But she loved to contemplate why things work, what makes systems move the way they do. When she figured out a physics problem, she felt "like a master of the universe."

Given her attraction to big questions, maybe it was inevitable that she would turn to the universe itself — the most elegant and fundamental of systems.

She took the space science course in tandem with a course on the use of remote sensing to study Earth's environment. Both got her contemplating the kinds of questions that could be addressed by dispatching satellites to space.

"You send up this box of metal with some fancy computer parts and you get back all of this new information," Noviello says. "It just fascinates me."

With her mind tilting up from fossils to cosmos, she pounced when the new space minor was formally announced early this year. Noviello downloaded the forms and submitted a plan to study the use of remote sensing satellites in examining the Earth's surfaces and atmosphere.

When her application was approved, she offered a Facebook status update: "I'm now a space minor!"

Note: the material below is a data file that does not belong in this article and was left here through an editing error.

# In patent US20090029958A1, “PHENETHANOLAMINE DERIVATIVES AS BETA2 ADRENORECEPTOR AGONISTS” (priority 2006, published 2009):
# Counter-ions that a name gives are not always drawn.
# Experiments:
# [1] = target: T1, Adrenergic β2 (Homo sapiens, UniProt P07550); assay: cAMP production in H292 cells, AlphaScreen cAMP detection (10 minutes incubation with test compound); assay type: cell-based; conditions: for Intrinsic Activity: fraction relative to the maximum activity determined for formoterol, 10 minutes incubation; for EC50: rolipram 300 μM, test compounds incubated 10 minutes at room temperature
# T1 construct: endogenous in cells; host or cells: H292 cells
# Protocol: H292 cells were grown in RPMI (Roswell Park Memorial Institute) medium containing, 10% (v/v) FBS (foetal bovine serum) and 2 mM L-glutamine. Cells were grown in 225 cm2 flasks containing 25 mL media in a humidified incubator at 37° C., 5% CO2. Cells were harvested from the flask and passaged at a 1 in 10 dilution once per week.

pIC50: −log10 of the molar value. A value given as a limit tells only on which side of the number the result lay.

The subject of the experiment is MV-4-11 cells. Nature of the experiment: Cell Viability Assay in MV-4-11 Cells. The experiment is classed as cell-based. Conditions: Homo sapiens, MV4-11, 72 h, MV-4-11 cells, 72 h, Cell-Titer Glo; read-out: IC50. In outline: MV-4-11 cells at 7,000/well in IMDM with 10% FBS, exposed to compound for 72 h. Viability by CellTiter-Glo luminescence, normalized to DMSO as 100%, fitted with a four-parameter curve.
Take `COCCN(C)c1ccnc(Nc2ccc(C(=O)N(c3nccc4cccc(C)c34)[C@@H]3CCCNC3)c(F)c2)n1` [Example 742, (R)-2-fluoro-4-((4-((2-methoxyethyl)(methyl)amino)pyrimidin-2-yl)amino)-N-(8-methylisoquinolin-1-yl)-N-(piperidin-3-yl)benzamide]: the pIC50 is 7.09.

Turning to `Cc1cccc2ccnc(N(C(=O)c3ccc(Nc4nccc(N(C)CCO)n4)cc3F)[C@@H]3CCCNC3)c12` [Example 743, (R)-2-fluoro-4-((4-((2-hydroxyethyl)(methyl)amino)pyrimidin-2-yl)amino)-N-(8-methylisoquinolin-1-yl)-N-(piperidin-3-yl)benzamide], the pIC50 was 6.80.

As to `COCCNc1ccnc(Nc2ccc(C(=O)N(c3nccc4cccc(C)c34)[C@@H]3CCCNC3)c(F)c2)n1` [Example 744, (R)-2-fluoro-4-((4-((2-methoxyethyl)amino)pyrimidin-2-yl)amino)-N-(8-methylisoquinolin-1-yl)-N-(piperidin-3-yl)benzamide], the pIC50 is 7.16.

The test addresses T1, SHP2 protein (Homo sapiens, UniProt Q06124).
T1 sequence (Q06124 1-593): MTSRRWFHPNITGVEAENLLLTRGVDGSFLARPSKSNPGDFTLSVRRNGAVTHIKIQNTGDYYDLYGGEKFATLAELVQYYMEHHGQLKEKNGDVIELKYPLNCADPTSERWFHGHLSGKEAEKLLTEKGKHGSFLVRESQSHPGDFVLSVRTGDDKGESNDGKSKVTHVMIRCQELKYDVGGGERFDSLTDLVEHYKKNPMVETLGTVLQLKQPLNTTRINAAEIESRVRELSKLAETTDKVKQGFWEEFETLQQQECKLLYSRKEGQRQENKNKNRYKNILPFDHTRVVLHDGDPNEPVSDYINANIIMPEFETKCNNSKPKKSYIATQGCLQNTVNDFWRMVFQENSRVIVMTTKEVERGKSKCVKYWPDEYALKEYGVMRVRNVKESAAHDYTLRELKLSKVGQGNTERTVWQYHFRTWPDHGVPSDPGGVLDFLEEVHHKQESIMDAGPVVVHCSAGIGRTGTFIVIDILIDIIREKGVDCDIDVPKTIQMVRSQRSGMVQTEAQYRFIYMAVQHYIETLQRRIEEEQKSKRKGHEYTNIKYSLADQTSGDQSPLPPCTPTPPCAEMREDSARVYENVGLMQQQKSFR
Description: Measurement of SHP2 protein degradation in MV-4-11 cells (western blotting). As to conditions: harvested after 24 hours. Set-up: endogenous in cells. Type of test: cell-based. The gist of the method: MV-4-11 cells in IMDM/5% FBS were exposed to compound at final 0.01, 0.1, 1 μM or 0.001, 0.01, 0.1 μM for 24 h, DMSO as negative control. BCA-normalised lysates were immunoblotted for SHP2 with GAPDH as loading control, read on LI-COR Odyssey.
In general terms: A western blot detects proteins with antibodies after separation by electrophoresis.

That prompted some questions from friends, who didn't know such a thing existed. But the consensus was that it sounded pretty cool.

Noviello knows that the nation's dreams, and spending priorities, have slowly turned away from space in recent decades. Earlier this month, she sat through a federal budget hearing in Washington, listening to legislators question the value of spending billions to explore the universe.

She's happy to give her two cents on the practical benefits. "It's not just about finding new planets and taking pretty pictures," she says. "It's about monitoring the state of our biosphere."

But the whole thing is about wonder for her. That's why her computer wallpaper flips to a new image from NASA every day.

Like her mentors at the university, she's looking for the means to convert childlike enthusiasm to real answers about the workings of the universe.

"I'm just a 5-year-old," Noviello says, "who somehow made it through the Hopkins admissions process."

childs.walker@baltsun.com

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